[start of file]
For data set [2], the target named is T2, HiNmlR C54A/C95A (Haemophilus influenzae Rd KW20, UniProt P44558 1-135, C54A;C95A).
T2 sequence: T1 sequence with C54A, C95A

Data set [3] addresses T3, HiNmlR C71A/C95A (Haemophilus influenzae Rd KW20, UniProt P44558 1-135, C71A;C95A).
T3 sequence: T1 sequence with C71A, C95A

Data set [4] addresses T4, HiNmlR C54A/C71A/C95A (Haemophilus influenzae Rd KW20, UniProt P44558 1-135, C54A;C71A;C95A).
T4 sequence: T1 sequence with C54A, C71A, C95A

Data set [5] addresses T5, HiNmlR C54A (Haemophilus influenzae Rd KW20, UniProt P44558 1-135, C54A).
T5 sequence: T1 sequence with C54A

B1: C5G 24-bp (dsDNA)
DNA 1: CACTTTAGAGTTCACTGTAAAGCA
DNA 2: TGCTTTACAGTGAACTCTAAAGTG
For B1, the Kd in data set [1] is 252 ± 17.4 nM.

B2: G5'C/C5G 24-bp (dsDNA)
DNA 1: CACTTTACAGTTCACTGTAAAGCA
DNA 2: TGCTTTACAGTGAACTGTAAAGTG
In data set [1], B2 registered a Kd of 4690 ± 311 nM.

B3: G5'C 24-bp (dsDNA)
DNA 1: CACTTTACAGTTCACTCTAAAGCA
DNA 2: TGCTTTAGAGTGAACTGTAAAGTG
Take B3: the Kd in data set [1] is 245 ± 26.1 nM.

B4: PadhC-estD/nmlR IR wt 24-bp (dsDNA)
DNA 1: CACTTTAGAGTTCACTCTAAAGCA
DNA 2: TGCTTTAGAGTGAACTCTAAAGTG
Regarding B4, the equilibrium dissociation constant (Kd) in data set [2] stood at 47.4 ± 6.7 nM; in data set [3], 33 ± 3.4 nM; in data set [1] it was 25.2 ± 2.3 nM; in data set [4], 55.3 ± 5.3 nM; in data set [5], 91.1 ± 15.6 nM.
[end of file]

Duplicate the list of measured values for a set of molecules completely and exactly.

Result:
For data set [2], the target named is T2, HiNmlR C54A/C95A (Haemophilus influenzae Rd KW20, UniProt P44558 1-135, C54A;C95A).
T2 sequence: T1 sequence with C54A, C95A

Data set [3] addresses T3, HiNmlR C71A/C95A (Haemophilus influenzae Rd KW20, UniProt P44558 1-135, C71A;C95A).
T3 sequence: T1 sequence with C71A, C95A

Data set [4] addresses T4, HiNmlR C54A/C71A/C95A (Haemophilus influenzae Rd KW20, UniProt P44558 1-135, C54A;C71A;C95A).
T4 sequence: T1 sequence with C54A, C71A, C95A

Data set [5] addresses T5, HiNmlR C54A (Haemophilus influenzae Rd KW20, UniProt P44558 1-135, C54A).
T5 sequence: T1 sequence with C54A

B1: C5G 24-bp (dsDNA)
DNA 1: CACTTTAGAGTTCACTGTAAAGCA
DNA 2: TGCTTTACAGTGAACTCTAAAGTG
For B1, the Kd in data set [1] is 252 ± 17.4 nM.

B2: G5'C/C5G 24-bp (dsDNA)
DNA 1: CACTTTACAGTTCACTGTAAAGCA
DNA 2: TGCTTTACAGTGAACTGTAAAGTG
In data set [1], B2 registered a Kd of 4690 ± 311 nM.

B3: G5'C 24-bp (dsDNA)
DNA 1: CACTTTACAGTTCACTCTAAAGCA
DNA 2: TGCTTTAGAGTGAACTGTAAAGTG
Take B3: the Kd in data set [1] is 245 ± 26.1 nM.

B4: PadhC-estD/nmlR IR wt 24-bp (dsDNA)
DNA 1: CACTTTAGAGTTCACTCTAAAGCA
DNA 2: TGCTTTAGAGTGAACTCTAAAGTG
Regarding B4, the equilibrium dissociation constant (Kd) in data set [2] stood at 47.4 ± 6.7 nM; in data set [3], 33 ± 3.4 nM; in data set [1] it was 25.2 ± 2.3 nM; in data set [4], 55.3 ± 5.3 nM; in data set [5], 91.1 ± 15.6 nM.